In memory of my step/adopt father, Antal Végh, who came to this country in 1956, at the age of 19 and died only eight days before the 40th anniversary.
What would my dad say now, if he saw the country he escaped to in 1956, to have freedom, in the wake of communism in Hungary? I wonder what he would think of his daughter, standing in line at Kroger, in New Albany, Ohio, for thirty minutes around 8pm because they only had one cashier. No more “Three’s a Crowd,” customer service rules there (from a long ago commercial). An impromptu and unplanned demonstration, you might say, was going on with those of us in line. We refused to use self-service because most of us were in our 50’s and 60’s and understood what self-service meant. We lived through having the luxury of gas station attendants who washed our windows and changed our oil for free. What started with one lane for “self-serve” at a gas station went to all self-serve and people in a kiosk who couldn’t care less about your car.
I had the unfortunate experience the other night, while at the same Kroger’s dealing with an angry kiosk employee. I had rapped on the window because I kept saying hello and she didn’t answer. I peered through the window around the corner and saw her standing there, out of view. When she got to the window she replied “You didn’t need to tap on the window.” I replied that I had tried calling out and she did not respond. Kroger Fuel will not accept Master Card, so I have to go to the kiosk to pay. I know what happens to pin numbers at the pump, by ne’re-do-wells. So, what would my dad say to my having to stand in line for food? He refused to go to any restaurant, when he was alive, if there was a line. This is because, in Hungary, he remembered food lines and would never approach one ever again.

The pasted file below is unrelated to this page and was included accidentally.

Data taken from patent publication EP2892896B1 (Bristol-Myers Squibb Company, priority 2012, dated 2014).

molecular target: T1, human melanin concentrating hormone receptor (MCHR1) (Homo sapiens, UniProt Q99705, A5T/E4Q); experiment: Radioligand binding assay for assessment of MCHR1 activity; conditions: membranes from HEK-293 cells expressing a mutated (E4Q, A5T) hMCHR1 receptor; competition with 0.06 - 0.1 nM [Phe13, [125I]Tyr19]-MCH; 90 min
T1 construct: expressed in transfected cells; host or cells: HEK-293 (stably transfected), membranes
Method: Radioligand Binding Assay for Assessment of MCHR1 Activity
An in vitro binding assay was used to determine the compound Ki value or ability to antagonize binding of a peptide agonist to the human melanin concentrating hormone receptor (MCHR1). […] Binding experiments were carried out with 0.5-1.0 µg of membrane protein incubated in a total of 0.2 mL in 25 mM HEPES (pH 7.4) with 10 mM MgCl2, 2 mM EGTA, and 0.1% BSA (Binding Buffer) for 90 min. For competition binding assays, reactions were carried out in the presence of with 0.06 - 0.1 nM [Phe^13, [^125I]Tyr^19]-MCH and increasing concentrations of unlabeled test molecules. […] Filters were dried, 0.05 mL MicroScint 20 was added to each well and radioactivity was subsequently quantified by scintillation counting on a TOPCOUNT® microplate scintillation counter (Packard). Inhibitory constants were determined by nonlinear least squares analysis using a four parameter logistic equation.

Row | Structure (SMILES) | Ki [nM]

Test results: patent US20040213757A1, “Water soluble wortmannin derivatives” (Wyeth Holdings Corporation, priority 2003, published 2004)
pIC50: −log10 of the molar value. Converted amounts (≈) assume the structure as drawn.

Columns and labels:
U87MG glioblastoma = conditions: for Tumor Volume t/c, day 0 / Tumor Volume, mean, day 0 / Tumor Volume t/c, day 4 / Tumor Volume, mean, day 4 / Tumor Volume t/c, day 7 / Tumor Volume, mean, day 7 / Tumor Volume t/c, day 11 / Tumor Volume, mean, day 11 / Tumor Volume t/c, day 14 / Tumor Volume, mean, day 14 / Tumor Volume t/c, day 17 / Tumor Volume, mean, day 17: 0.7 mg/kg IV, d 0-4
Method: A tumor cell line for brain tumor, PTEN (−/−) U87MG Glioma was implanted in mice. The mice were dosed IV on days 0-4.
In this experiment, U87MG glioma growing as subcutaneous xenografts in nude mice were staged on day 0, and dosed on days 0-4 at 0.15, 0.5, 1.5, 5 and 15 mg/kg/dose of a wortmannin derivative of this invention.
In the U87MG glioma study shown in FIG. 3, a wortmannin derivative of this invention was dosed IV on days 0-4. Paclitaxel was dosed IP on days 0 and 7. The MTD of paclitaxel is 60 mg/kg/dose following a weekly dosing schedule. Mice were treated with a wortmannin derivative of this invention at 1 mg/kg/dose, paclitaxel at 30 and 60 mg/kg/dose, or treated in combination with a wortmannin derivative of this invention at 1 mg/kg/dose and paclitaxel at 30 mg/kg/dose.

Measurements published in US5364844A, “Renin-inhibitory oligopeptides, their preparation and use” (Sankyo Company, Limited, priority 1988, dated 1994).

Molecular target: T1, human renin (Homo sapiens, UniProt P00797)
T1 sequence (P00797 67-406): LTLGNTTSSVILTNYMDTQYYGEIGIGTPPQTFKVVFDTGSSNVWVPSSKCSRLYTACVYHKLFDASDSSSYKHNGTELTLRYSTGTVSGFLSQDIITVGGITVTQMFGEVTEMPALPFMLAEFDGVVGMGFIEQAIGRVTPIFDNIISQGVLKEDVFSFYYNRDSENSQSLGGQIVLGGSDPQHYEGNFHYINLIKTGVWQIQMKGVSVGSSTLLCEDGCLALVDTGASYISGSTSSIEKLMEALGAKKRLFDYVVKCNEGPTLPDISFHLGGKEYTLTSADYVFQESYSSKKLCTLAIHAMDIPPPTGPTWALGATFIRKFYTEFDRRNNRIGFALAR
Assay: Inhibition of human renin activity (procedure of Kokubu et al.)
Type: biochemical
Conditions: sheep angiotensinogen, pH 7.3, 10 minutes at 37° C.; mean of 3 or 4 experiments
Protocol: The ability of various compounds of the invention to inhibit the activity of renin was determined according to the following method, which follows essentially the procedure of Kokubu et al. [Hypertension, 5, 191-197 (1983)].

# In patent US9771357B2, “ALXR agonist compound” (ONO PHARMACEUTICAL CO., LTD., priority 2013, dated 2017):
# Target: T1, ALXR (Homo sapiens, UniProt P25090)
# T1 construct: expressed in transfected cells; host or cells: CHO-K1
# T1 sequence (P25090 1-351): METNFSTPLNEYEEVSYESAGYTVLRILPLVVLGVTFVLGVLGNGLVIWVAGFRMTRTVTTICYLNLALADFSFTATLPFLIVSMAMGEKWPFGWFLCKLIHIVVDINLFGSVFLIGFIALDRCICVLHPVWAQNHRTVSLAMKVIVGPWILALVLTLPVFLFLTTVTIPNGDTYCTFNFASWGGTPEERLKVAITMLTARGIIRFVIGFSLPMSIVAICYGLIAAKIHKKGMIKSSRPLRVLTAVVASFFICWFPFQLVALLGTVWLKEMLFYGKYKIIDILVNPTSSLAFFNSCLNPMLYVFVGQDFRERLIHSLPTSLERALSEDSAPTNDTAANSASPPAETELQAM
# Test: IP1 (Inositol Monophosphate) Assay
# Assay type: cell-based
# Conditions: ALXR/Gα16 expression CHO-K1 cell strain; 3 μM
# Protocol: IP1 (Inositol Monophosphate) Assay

As we celebrate the 244th anniversary of our independence from Great Britain and our right to exist as free peoples without fear of the King’s rule. Here are the actual words and a photograph of the document itself. Also, a little known fact of women’s history.
Founders of the Columbus Jewish Historical Society
Recently, I had the opportunity to meet with Toby Brief, when she talked to the American Association of University Women, about the Columbus Jewish Historical Society and showed us around their little museum in Bexley.
The mission of the Columbus Jewish Historical Society is to collect, preserve, and publish materials on the history of the Jewish people of Columbus and central Ohio; to encourage projects, celebrations, and activities which spread authentic information concerning Columbus and central Ohio Jewish history; to create a Society concerned with the past, present, and future; and to enlighten the membership of the Society, the Jewish community and the general public on the achievements of our people and the growth of Jewish community life from the days of the early settlers.